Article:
Craig’s Musings: Talking Smack cancelled as quality dropped, Cena outdraws Manning, Jarrett’s Vince-tendencies, Vince’s booking pacing

By Craig Elbe, PWTorch contributori

Vince McMahon documentary green lit once again
Vince McMahon (art credit Grant Gould © PWTorch)


•Talking Smack was cancelled as a weekly show at the right time. Before its last Tuesday episode, I covered the show the last five months for PWTorch. The show was quickly fading from its grace. Daniel Bryan’s maternity leave saw Shane McMahon exposed, and JBL wasn’t nearly as good as he could have been. He probably didn’t want to be. At his best, I thought JBL was a great choice if Bryan’s role and schedule was reduced due to fatherhood.

Thankfully, Bryan returned to the show a few weeks after Birdie Joe was born. Bryan reminded us of why he and Renee Young are the best hosts for that show. Even though he had rust to shake off, that only took a couple episodes. Bryan is now fresh in the minds of those who loved him on the show, so I believe a groundswell will happen for the show’s return. Plus, Talking Smack still exists post-Smackdown pay-per-views. Time will tell if it becomes more scripted or if Bryan and Renee will use those monthly opportunities as an audition for a weekly or semiweekly reprise. If Renee Young could stay Smackdown-exclusive and have Charley Caruso or Dasha Fuentes host Raw Talk after Raw pay-per-views, all the better. They are both capable of more than they are asked, that’s why they made it to WWE.

On a side note, I felt more scripting was occurring on Talking Smack during the span of my coverage. There were visible earpieces and too many buzzwords being used for me, at least, to take the show seriously as half shoot/unscripted.

•John Cena beat an NFL legend. In ratings, that is. Cena hosted the ESPY awards show last year, Payton Manning hosted this year’s show. This year’s Manning hosted show saw a decline of 6 percent in ratings and 5 percent in viewership. Manning and Cena are both considered the faces of their respective leagues/companies during a time that was considered a lull. Their clean-cut image and winning ways helped the images of their respective organizations. Most surprising to me is how beloved Manning was and is to the still polarizing Cena, although Cena has done a lot to dispel many of his detractors the last few years.

While it’s not exactly apples to apples, and each show had its own attractions and television oppositions, the fact that Cena’s hosting of the ESPYS had better ratings than Manning’s should tell WWE something. I just wonder if they bothered to take notice. Cena’s “American Grit” reality show isn’t exactly lighting up the television world, but that could merely indicate where his drawing power still is. Or people are less inclined to see him on a reality show after seeing him on “Total Divas.”

•Jeff Jarrett becomes a poor man’s Vince McMahon: Congratulations. While I’m not sure if Jeff has ever aspired to be like Vince, there are many similarities. Jeff followed his father’s footsteps to be a promoter and leveraged himself into an ownership position by playing a long con of sorts. Despite contrary evidence, Jeff books what he likes with his yes-men around him. He also didn’t make a good decision about his top babyface, but at least Roman Reigns keeps himself out of trouble outside his storylines.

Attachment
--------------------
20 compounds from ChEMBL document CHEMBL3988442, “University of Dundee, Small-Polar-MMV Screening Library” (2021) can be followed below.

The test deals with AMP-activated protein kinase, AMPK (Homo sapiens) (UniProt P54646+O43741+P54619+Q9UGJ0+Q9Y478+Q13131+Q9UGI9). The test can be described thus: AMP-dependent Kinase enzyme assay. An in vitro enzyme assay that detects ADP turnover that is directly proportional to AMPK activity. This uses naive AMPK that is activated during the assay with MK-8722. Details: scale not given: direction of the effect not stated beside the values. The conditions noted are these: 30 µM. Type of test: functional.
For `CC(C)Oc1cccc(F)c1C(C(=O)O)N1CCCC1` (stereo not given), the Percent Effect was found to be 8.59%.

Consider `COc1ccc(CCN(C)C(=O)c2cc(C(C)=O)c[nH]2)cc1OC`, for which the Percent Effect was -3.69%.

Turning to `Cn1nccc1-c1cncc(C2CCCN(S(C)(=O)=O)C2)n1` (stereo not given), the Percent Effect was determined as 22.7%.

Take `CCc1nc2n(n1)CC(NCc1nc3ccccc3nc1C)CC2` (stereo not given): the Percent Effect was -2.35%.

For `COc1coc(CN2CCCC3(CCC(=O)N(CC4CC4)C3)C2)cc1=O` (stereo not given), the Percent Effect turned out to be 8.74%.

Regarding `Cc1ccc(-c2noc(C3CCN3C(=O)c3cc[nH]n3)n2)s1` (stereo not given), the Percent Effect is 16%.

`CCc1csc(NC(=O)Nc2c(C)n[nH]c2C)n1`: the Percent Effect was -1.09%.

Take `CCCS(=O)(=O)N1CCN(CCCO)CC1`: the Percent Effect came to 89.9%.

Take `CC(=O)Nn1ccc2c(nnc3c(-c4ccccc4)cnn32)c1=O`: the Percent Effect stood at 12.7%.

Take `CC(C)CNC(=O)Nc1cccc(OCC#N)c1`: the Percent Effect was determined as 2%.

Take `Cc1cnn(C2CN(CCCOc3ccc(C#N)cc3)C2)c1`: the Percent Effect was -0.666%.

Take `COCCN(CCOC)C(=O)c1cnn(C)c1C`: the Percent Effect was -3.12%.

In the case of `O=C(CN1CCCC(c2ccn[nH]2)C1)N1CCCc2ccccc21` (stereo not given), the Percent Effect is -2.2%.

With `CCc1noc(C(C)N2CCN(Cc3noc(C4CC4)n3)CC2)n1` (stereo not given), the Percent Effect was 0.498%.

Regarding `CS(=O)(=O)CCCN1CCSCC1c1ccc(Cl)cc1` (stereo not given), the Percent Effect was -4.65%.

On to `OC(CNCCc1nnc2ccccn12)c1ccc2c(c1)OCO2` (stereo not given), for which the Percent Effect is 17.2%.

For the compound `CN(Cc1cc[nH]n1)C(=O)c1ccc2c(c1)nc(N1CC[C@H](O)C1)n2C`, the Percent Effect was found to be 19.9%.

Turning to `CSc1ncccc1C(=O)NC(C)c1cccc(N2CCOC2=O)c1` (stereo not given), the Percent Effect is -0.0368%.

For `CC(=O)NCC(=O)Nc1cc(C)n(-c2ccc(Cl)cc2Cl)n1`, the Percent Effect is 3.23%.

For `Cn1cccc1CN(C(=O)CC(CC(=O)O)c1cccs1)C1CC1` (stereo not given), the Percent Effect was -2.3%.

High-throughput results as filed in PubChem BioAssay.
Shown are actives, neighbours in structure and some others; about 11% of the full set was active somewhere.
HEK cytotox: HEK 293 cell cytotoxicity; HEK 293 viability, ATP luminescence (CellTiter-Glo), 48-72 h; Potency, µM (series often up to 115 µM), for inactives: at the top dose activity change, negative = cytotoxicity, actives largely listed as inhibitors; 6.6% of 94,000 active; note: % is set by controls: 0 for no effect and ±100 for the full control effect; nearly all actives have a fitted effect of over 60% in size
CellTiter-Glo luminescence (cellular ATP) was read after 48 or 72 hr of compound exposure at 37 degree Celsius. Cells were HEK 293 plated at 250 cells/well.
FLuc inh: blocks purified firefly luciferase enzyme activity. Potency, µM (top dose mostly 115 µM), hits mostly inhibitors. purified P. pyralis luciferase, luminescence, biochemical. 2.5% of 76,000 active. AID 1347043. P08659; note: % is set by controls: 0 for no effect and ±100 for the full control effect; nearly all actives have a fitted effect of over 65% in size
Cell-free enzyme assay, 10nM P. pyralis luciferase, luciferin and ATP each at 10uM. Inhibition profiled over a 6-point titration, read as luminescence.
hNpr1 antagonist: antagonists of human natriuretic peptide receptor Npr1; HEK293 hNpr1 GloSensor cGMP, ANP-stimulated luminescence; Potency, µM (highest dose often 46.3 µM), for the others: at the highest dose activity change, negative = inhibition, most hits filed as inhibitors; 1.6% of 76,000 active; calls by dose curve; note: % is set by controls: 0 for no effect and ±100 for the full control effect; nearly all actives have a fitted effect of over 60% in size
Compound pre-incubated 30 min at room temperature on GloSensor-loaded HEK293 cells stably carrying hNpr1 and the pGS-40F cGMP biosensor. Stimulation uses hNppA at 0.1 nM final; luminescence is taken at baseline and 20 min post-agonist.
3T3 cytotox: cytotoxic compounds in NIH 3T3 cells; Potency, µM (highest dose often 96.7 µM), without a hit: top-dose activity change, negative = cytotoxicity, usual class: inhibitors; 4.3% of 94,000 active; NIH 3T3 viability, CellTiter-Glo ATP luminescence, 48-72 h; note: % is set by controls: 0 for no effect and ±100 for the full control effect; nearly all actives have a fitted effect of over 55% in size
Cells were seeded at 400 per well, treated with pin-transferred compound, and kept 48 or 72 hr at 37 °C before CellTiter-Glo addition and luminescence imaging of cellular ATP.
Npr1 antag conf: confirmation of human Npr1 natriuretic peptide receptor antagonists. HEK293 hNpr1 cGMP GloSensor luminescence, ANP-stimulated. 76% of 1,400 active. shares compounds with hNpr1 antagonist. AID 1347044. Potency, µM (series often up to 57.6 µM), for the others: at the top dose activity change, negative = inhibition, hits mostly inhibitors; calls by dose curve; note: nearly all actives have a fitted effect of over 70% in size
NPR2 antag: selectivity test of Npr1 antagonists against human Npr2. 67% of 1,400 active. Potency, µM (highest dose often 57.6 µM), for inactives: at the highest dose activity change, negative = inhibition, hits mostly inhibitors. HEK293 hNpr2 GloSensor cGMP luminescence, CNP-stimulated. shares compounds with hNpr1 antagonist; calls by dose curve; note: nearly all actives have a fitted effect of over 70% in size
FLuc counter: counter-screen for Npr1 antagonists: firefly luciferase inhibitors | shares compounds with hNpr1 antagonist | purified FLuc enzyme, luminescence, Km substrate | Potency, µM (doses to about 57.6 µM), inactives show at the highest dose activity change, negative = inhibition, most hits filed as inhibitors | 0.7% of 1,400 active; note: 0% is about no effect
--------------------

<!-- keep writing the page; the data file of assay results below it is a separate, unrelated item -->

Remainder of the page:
•As a child, I bet Vince McMahon took the longest to do the alphabet. I’ve never seen someone with as much experience and success take so long to go from point A to point B. That’s just when he has. Sometimes he goes from C to Z many times without noticing B staring right at him. That B, currently, is to turn Roman Reigns into a money-drawing, heat magnet heel.

•I wonder how the storyline arc of the Mega Powers would play out these days. Vince has so much time to fill that I bet he would cram it all in three months. That makes me wonder if he is best if forced to be disciplined without having more time than necessary. I’m very curious how he would book NXT. That would be the true test of delayed-gratification by virtue of limited opportunities.

•Vince has often been regarded as a genius. I don’t think he is. All he does is think outside the box, sometimes too far out; hence my A to B rhetoric. He also works very hard, but I would suspect too hard. Not affording himself any hobbies while making WWE his entire life screams burnout and imbalance. Sure, he loves what he does, but is also probably bored with his success. That may also be coupled with blindness at times when he puts people on figurative death hills.

Here is another perspective. When musicians write songs for their records, only the best material ends up on it. Long successful creative geniuses can self-edit and listen to input for the best results, bruised egos aside. Same for authors. The cream rises to the top, as the cliché goes. What goes unheard and unread is the plethora of less stellar to horrible material. Timely episodic entities will always run into settling for dilution. Vince has veered very far outside his niche.

The past 20 plus years have been proving that his chosen and unopposed vision is best suited when his terrible ideas can more easily be deleted due to time constraints. Imagine a world where Vince doesn’t use valuable television time for the proverbial audience of one, especially when he has to choose between making money or making a silly example out of someone. This is just another way of saying WWE has too much time to fill and does an awful job of it. Gone is equity and trust for questionable initial booking, at least to me (cough, cough, Jason Jordan as Kurt Angle’s son??). Hello New Japan.

NOW CHECK OUT THE PREVIOUS COLUMN: Craig’s Musings: Mae Young Classic stakes, New Japan’s opportunity in the U.S., Ross & Barnett, Becky Lynch’s lost opportunity

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